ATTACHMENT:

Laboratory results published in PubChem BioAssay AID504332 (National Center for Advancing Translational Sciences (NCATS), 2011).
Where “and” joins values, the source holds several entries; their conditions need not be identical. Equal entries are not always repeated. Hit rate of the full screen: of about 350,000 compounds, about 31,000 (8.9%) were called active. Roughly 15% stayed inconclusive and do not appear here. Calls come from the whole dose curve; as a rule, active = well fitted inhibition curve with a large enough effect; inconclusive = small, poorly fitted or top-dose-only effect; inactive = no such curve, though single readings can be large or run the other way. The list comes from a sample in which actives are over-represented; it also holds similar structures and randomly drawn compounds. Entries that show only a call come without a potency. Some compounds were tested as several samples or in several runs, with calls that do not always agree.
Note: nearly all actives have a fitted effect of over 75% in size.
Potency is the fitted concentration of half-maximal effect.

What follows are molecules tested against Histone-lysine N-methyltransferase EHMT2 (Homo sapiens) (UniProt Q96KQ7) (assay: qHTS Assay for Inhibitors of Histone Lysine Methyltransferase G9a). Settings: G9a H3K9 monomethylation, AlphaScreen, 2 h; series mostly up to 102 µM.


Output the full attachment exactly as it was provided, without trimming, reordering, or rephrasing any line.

Laboratory results published in PubChem BioAssay AID504332 (National Center for Advancing Translational Sciences (NCATS), 2011).
Where “and” joins values, the source holds several entries; their conditions need not be identical. Equal entries are not always repeated. Hit rate of the full screen: of about 350,000 compounds, about 31,000 (8.9%) were called active. Roughly 15% stayed inconclusive and do not appear here. Calls come from the whole dose curve; as a rule, active = well fitted inhibition curve with a large enough effect; inconclusive = small, poorly fitted or top-dose-only effect; inactive = no such curve, though single readings can be large or run the other way. The list comes from a sample in which actives are over-represented; it also holds similar structures and randomly drawn compounds. Entries that show only a call come without a potency. Some compounds were tested as several samples or in several runs, with calls that do not always agree.
Note: nearly all actives have a fitted effect of over 75% in size.
Potency is the fitted concentration of half-maximal effect.

What follows are molecules tested against Histone-lysine N-methyltransferase EHMT2 (Homo sapiens) (UniProt Q96KQ7) (assay: qHTS Assay for Inhibitors of Histone Lysine Methyltransferase G9a). Settings: G9a H3K9 monomethylation, AlphaScreen, 2 h; series mostly up to 102 µM.